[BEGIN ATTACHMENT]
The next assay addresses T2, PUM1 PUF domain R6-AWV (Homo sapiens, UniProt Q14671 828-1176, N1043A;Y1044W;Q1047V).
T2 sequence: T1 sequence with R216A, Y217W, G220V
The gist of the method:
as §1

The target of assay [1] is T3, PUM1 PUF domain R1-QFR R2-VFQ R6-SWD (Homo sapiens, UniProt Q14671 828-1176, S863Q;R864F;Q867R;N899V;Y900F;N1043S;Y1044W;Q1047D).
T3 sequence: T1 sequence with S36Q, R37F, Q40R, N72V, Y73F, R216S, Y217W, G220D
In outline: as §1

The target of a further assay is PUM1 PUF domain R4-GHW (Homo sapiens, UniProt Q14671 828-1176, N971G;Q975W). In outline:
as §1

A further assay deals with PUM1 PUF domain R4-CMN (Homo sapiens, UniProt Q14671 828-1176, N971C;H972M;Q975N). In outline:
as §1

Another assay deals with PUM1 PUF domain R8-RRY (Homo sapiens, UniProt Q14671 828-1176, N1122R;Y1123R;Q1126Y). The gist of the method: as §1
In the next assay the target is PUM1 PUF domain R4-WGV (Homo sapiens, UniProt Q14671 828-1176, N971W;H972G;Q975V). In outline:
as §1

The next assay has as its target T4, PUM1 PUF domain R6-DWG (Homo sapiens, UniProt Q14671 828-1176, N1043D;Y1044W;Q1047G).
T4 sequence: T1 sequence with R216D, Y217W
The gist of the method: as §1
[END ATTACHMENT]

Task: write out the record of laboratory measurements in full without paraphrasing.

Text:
The next assay addresses T2, PUM1 PUF domain R6-AWV (Homo sapiens, UniProt Q14671 828-1176, N1043A;Y1044W;Q1047V).
T2 sequence: T1 sequence with R216A, Y217W, G220V
The gist of the method:
as §1

The target of assay [1] is T3, PUM1 PUF domain R1-QFR R2-VFQ R6-SWD (Homo sapiens, UniProt Q14671 828-1176, S863Q;R864F;Q867R;N899V;Y900F;N1043S;Y1044W;Q1047D).
T3 sequence: T1 sequence with S36Q, R37F, Q40R, N72V, Y73F, R216S, Y217W, G220D
In outline: as §1

The target of a further assay is PUM1 PUF domain R4-GHW (Homo sapiens, UniProt Q14671 828-1176, N971G;Q975W). In outline:
as §1

A further assay deals with PUM1 PUF domain R4-CMN (Homo sapiens, UniProt Q14671 828-1176, N971C;H972M;Q975N). In outline:
as §1

Another assay deals with PUM1 PUF domain R8-RRY (Homo sapiens, UniProt Q14671 828-1176, N1122R;Y1123R;Q1126Y). The gist of the method: as §1
In the next assay the target is PUM1 PUF domain R4-WGV (Homo sapiens, UniProt Q14671 828-1176, N971W;H972G;Q975V). In outline:
as §1

The next assay has as its target T4, PUM1 PUF domain R6-DWG (Homo sapiens, UniProt Q14671 828-1176, N1043D;Y1044W;Q1047G).
T4 sequence: T1 sequence with R216D, Y217W
The gist of the method: as §1